Snoop-About by Haley Donathan

Like most other students, as I walked down the Sant’Ercolano steps on Tuesday into the beautiful neighborhood of Borgo Bello, I instantly noticed a change in the atmosphere. I had come into this area many times when I was walking about, discovering different parts of Perugia, but this was the first time I had noticed how different this quaint street was from Corso Vanucci and the nearby city center. img_0069

The most distinctive difference was the purpose of the street. It didn’t exist to serve tourists. Every store and street served a different, specific purpose. We walked through animal themed stories, tea shops, chocolate shops, and even wandered into a small Alimentari. Each shop was a specialty store and sold only one or two different products. I could instantly tell that the store owners weren’t accustomed to American customers as many didn’t speak English and some even seemed a little put off that we were shopping around.


As we continued to wander, we ventured down a few of the side streets. These side streets were deserted. It wasn’t until we happened upon Vivian’s mother working at the thrift store that we saw and spoke with anyone. The streets were very narrow and dark as the tall buildings blocked any sun from shining on them. In Jane Jacob’s article, “The Death and Life of Great American Cities,” the author discussed the three components that any street or area should have. What I found interesting was that Borgo Bello seemed to be lacking 2 of the components in some of the side-streets/alleyways: eyes upon the street and people using sidewalks continuously.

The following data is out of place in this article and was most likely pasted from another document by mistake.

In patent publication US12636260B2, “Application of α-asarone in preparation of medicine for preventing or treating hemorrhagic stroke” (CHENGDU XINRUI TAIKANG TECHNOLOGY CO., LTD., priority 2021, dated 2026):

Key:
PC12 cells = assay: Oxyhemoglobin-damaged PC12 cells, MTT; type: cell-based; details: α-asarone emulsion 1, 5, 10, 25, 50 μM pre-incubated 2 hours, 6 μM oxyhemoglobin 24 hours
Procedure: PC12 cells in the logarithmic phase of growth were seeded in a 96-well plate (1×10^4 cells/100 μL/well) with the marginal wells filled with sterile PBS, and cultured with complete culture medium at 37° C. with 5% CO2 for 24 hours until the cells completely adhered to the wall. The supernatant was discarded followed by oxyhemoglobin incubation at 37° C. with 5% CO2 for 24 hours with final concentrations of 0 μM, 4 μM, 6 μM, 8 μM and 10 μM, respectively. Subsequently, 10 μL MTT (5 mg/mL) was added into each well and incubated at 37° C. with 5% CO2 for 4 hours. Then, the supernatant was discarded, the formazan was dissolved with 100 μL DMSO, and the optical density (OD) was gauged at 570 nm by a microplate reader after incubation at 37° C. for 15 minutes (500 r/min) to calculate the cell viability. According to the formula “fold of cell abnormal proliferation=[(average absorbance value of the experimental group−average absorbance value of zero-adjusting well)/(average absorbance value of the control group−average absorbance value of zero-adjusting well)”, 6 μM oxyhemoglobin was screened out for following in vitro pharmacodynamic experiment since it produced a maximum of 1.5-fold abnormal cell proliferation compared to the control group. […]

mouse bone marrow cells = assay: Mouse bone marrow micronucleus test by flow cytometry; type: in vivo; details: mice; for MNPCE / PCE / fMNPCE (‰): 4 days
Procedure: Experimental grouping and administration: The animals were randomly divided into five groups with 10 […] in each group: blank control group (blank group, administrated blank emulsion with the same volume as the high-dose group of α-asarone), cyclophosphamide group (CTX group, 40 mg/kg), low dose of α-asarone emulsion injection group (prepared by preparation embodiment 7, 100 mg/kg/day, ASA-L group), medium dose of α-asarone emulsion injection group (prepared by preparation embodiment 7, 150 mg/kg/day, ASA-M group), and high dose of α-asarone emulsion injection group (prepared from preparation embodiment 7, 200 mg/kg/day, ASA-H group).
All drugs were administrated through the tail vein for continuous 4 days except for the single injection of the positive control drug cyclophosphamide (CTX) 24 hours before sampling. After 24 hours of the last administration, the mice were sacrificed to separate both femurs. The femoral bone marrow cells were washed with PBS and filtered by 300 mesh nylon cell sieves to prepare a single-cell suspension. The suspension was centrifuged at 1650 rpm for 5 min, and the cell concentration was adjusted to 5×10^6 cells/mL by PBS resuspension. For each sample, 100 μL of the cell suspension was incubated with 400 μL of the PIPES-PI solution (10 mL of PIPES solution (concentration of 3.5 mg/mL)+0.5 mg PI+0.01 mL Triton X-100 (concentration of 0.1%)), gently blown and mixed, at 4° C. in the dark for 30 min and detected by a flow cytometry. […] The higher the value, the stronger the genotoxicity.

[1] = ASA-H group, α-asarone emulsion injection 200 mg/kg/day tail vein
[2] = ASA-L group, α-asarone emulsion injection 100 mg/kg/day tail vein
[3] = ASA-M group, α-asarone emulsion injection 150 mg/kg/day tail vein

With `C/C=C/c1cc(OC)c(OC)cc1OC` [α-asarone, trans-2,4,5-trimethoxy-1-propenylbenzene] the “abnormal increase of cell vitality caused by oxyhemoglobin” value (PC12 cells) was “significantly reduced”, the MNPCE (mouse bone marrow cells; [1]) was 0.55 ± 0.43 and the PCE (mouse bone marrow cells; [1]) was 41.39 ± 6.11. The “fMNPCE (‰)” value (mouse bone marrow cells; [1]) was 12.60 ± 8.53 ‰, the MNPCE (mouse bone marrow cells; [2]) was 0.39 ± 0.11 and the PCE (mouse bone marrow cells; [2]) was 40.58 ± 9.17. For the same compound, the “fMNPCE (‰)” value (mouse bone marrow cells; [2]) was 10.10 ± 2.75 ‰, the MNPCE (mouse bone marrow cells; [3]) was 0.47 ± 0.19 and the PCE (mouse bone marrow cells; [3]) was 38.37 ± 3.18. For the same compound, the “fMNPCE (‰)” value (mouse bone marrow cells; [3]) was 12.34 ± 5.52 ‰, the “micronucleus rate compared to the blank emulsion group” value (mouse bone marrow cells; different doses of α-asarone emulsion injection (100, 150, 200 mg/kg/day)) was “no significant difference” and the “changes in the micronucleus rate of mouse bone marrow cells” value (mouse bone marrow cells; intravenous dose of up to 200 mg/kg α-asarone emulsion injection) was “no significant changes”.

The previous placemaking classes have done a very good job at working to fix both of these problems. They have installed potted plants and very unique paintings to increase both eyes and people on the streets. I hope that our class is able to follow in their footsteps and continue to bring more and more people to the lonely streets of Borgo Bello and continue to help make it the beautiful and safe neighborhood it is meant to be.

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